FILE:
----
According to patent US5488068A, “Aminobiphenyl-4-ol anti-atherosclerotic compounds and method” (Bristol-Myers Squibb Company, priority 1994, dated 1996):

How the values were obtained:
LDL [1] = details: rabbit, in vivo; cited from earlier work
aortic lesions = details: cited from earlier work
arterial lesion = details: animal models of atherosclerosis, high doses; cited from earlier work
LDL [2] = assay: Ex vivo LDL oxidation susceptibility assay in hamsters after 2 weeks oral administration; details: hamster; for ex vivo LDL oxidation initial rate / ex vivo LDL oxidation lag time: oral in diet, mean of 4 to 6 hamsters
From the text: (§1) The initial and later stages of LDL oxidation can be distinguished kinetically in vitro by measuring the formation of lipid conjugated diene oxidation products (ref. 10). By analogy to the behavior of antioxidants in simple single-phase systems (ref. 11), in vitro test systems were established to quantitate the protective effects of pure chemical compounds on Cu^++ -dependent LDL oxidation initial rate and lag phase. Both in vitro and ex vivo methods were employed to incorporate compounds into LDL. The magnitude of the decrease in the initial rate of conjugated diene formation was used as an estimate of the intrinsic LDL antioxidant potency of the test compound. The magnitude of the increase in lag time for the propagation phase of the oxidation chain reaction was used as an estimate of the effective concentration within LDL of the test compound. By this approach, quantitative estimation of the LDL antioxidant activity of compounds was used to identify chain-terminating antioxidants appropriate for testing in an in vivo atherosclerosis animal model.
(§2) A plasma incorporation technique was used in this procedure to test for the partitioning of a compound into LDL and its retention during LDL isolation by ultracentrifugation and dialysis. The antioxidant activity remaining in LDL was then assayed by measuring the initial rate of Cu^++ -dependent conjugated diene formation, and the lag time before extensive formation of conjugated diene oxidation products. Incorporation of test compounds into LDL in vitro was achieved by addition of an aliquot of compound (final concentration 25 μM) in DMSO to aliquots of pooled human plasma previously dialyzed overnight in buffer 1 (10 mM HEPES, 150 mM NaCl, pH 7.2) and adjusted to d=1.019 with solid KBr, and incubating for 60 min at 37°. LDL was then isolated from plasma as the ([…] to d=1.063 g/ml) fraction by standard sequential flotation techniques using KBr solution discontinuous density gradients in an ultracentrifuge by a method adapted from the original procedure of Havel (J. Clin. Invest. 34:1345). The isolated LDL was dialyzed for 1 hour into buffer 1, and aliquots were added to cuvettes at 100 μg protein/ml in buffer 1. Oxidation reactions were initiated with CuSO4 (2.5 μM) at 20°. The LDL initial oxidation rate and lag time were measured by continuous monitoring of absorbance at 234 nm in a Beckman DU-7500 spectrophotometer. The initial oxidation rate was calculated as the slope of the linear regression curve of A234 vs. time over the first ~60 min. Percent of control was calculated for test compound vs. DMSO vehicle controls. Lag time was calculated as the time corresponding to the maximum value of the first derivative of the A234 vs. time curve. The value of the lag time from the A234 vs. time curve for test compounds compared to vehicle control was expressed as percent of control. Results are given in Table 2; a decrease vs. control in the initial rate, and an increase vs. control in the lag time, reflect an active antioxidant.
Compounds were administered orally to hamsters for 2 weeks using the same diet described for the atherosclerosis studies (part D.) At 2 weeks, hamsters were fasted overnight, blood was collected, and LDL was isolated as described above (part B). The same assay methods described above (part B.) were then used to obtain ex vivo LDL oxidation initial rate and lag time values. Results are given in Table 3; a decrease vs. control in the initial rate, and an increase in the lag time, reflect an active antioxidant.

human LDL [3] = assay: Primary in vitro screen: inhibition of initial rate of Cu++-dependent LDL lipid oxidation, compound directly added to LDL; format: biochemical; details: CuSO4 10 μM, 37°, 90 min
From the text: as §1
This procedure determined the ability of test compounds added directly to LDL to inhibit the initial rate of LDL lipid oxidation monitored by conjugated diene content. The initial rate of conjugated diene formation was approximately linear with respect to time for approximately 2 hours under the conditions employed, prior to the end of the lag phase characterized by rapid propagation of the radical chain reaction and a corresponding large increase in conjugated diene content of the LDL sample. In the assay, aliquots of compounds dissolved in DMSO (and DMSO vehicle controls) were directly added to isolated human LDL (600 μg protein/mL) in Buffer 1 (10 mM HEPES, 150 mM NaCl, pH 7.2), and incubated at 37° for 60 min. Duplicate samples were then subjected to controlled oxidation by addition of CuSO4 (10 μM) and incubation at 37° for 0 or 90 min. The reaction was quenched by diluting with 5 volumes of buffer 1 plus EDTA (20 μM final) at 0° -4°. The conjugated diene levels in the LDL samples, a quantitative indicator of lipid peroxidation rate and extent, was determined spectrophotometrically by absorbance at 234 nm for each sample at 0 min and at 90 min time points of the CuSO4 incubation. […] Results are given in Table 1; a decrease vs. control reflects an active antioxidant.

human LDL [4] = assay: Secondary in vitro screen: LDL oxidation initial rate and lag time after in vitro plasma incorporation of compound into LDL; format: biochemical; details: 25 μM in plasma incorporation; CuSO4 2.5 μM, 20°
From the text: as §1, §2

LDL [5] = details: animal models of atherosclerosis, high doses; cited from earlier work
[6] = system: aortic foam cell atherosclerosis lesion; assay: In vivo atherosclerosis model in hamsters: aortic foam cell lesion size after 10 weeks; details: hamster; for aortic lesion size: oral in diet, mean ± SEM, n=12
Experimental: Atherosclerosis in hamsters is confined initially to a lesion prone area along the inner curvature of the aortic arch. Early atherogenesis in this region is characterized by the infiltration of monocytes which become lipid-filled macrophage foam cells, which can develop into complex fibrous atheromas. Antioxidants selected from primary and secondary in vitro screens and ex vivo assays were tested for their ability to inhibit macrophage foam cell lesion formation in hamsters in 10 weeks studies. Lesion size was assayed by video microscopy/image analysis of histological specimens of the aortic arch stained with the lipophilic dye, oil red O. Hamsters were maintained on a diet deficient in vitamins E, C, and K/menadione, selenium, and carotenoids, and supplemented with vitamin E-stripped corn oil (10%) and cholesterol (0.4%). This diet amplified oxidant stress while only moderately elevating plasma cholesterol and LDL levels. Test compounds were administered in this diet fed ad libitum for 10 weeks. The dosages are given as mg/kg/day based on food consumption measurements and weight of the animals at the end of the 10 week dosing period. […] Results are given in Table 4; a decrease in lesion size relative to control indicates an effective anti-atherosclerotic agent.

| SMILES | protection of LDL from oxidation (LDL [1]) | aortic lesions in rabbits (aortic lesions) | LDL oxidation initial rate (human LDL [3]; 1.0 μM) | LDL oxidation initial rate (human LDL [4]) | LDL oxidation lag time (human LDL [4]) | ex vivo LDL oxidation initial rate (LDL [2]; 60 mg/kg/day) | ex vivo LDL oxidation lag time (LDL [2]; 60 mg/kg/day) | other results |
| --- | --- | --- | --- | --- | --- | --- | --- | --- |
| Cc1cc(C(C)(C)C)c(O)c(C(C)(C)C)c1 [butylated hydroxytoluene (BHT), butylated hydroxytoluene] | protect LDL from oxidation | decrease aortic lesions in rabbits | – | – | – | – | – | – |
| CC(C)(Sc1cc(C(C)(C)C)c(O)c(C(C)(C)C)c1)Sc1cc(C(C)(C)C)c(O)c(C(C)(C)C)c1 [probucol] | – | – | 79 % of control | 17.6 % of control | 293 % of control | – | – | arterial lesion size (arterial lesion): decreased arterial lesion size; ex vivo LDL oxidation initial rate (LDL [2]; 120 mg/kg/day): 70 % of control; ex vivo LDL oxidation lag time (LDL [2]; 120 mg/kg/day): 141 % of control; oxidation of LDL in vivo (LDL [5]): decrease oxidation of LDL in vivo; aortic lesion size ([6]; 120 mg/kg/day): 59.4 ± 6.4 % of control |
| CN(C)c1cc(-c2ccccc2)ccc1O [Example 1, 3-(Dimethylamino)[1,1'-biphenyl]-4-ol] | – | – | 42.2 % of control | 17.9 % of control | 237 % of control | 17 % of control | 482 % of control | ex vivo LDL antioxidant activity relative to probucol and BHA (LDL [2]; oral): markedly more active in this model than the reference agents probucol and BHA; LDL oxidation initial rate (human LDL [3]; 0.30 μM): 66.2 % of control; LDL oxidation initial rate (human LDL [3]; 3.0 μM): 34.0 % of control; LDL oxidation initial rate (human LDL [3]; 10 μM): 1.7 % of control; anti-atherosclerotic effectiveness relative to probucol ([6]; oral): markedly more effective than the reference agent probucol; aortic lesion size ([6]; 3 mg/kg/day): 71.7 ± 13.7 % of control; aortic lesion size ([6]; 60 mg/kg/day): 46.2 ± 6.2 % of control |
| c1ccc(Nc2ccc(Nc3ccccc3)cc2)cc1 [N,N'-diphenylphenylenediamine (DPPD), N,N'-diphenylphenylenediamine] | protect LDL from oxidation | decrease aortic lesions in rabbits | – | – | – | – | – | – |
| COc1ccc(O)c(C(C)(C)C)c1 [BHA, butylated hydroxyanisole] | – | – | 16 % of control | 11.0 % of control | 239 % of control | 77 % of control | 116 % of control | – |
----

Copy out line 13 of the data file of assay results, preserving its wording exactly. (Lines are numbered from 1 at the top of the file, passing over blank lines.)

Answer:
human LDL [4] = assay: Secondary in vitro screen: LDL oxidation initial rate and lag time after in vitro plasma incorporation of compound into LDL; format: biochemical; details: 25 μM in plasma incorporation; CuSO4 2.5 μM, 20°